“King and Kingdom” is a series in which we walk through Matthew’s Gospel. Tune in every Thursday morning for thoughts on the next passage.


1:1-17

The book of the genealogy of Jesus Christ, the son of David, the son of Abraham. 2 Abraham was the father of Isaac, and Isaac the father of Jacob, and Jacob the father of Judah and his brothers, 3 and Judah the father of Perez and Zerah by Tamar, and Perez the father of Hezron, and Hezron the father of Ram, 4 and Ram the father of Amminadab, and Amminadab the father of Nahshon, and Nahshon the father of Salmon, 5 and Salmon the father of Boaz by Rahab, and Boaz the father of Obed by Ruth, and Obed the father of Jesse, 6 and Jesse the father of David the king. And David was the father of Solomon by the wife of Uriah, 7 and Solomon the father of Rehoboam, and Rehoboam the father of Abijah, and Abijah the father of Asaph, 8 and Asaph the father of Jehoshaphat, and Jehoshaphat the father of Joram, and Joram the father of Uzziah, 9 and Uzziah the father of Jotham, and Jotham the father of Ahaz, and Ahaz the father of Hezekiah, 10 and Hezekiah the father of Manasseh, and Manasseh the father of Amos, and Amos the father of Josiah, 11 and Josiah the father of Jechoniah and his brothers, at the time of the deportation to Babylon. 12 And after the deportation to Babylon: Jechoniah was the father of Shealtiel, and Shealtiel the father of Zerubbabel, 13 and Zerubbabel the father of Abiud, and Abiud the father of Eliakim, and Eliakim the father of Azor, 14 and Azor the father of Zadok, and Zadok the father of Achim, and Achim the father of Eliud, 15 and Eliud the father of Eleazar, and Eleazar the father of Matthan, and Matthan the father of Jacob, 16 and Jacob the father of Joseph the husband of Mary, of whom Jesus was born, who is called Christ. 17 So all the generations from Abraham to David were fourteen generations, and from David to the deportation to Babylon fourteen generations, and from the deportation to Babylon to the Christ fourteen generations.

Matthew sees Abraham and David as Christ’s most significant ancestral heads (twice singled out [vv.1, 17]). Whereas Luke traces Christ’s lineage back to Adam, Matthew only goes back to Abraham. Matthew is concerned with the Jewish lineage of Christ, to present him as a true and greater Israel, the anti-type of all these Israelite figures. In this, Matthew demonstrates the importance of federal headship. As a son of Abraham and a son of David, Jesus inherits their covenants. How can the Messiah fulfill all circumcision if he is born a Gentile? How can he fulfill God’s promise to David if he is not David’s son?

Even between Abraham and David, the point of emphasis may be reduced further to David himself. Matthew structures the genealogy to fall in three sections of 14 (v.17). He “structures” in that he leaves out certain generations. This was common practice at the time, and by no means deceptive, as, for example, a grandfather may be said to be the father of his grandson in a seminal sense (e.g. Romans 4:16). “The word [egennesen, “begat”] itself does not always mean immediate parentage, but merely direct descent.” (Robertson, 4-5) Therefore, the question is, “Why did Matthew choose to omit certain generations?” Perhaps for ease of memorization, but more likely to use the genealogy as a literary device to further spotlight David and Christ as his son. By rules of gematria [1], David’s name (D + V + D or 4 + 6 + 4) adds to 14. Whereas John would employ gematria in subtle ways in his Apocalypse, Matthew leaves no doubt that he wants us to think on such terms: “So all the generations of Abraham to David were fourteen generations, and from David to the deportation to Babylon fourteen generations, and from the deportation to Babylon to the Christ fourteen generations” (Matthew 1:17). David is also the fourteenth name Matthew lists. (Wilkins, 1820-21; Blomberg, 1927) The sections also correspond to Israel’s narrative of growth, decline, and ruin. (Bruce, 66) The stage is set for the Redeemer.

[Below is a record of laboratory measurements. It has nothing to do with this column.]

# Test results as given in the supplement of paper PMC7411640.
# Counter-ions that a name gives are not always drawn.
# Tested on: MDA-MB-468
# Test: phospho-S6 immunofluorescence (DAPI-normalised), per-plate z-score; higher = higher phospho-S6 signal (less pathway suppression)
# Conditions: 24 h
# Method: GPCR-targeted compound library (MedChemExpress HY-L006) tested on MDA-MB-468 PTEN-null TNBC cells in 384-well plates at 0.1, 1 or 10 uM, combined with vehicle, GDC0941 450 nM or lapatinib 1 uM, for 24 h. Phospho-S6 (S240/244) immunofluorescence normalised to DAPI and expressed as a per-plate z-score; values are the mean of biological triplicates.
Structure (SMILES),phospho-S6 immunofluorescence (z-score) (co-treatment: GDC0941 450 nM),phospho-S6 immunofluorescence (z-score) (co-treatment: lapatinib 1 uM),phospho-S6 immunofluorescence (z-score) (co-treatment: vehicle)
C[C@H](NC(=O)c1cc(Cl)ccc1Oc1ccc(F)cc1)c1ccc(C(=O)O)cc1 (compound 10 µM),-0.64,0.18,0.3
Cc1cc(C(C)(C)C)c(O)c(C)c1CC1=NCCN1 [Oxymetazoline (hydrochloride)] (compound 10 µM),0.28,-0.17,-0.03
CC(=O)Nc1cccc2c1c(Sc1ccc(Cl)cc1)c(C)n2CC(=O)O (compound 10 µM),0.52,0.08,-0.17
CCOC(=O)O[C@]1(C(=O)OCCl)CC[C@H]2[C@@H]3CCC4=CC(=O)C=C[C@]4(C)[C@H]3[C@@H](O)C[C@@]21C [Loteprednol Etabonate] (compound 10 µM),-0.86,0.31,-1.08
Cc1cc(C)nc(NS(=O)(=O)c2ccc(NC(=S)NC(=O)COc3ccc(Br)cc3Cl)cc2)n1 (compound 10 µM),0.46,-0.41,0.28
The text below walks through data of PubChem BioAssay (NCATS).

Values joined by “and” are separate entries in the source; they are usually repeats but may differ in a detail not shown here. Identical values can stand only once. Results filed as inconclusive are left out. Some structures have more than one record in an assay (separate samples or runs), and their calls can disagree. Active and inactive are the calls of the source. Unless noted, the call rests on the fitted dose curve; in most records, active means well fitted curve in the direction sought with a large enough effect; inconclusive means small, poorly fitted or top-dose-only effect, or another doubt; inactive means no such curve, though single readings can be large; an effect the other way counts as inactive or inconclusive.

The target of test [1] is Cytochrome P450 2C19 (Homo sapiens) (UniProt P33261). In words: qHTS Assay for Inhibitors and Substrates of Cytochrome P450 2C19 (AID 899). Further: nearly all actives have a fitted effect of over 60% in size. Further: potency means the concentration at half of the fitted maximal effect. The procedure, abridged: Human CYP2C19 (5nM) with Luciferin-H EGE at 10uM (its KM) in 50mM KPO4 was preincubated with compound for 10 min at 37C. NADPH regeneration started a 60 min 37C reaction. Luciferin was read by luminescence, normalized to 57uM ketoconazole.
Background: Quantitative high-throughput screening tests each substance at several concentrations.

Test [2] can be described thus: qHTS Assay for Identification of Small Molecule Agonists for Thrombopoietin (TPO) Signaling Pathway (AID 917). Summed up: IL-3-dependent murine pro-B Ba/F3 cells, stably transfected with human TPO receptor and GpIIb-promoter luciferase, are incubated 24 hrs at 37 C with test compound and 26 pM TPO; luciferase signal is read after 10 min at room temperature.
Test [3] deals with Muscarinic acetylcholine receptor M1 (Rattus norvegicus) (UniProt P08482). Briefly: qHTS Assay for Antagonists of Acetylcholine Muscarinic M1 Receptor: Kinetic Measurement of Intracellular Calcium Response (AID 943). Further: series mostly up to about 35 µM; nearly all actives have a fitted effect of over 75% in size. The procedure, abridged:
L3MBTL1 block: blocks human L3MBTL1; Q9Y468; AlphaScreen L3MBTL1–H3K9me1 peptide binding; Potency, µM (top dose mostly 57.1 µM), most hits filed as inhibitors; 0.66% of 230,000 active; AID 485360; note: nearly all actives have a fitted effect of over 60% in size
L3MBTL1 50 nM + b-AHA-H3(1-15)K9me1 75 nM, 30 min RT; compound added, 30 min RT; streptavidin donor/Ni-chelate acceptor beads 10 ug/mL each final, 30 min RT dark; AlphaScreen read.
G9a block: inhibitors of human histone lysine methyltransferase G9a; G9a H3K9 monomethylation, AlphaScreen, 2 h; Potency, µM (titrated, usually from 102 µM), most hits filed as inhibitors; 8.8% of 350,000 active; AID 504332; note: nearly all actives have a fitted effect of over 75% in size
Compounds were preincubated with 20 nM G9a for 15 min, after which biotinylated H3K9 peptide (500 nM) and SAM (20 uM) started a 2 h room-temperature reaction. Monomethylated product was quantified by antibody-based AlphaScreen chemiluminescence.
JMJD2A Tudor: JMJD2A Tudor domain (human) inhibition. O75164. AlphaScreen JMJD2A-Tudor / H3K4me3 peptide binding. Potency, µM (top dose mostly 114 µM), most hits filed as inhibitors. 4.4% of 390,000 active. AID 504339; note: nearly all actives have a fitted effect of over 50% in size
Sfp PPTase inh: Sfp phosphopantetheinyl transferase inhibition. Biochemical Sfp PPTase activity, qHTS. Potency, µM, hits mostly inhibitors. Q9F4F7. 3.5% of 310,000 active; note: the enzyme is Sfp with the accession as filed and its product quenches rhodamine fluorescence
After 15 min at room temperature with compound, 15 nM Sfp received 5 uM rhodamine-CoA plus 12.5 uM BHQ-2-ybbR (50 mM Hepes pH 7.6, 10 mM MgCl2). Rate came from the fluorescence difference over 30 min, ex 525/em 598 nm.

In the process of identifying Christ, this genealogy identifies the people of Christ. Some commentators propose that the church of the Old Covenant had no salvific significance, but was only a servant of God. Concerning both the waxing and waning covenants, we see here a refutation of this error. Jesus came to save his people from their sins (v.21), and these are his people. To say that the Old Covenant did not administer the benefits of Christ’s death is to sever the connection Matthew makes in this chapter between the salvation Christ brings and the covenant of circumcision.

Some make light of Davidic descent by arguing how Jesus could have been the Christ without being David’s son. Gentiles are grafted into Abraham (Romans 11:11-31), Paul was an Apostle born out of season (1 Corinthians 15:8), and Christ himself is of the order of Melchizedek (Hebrews 7). Jesus may be the son of David by spiritual means. (Bruce, 61-62) The point is intriguing only at a glance. First, such figures as Gentiles and Paul were not prophesied to be physical descendants of certain others, whereas Jesus was prophesied explicitly to be the descendent of David. Second, physical descent matters for federal headship. Third, there is no Biblical or otherwise reasonable data that would lead us to the conclusion that Jesus is not a son of David.


[1] In gematria, Hebrew letters correspond to numbers. This was common literary tool in Jewish culture. The most famous instance of gematria in Scripture might be the mark of the beast: 666 (or 616 in some manuscripts). Both numbers translate to the Emperor Nero.

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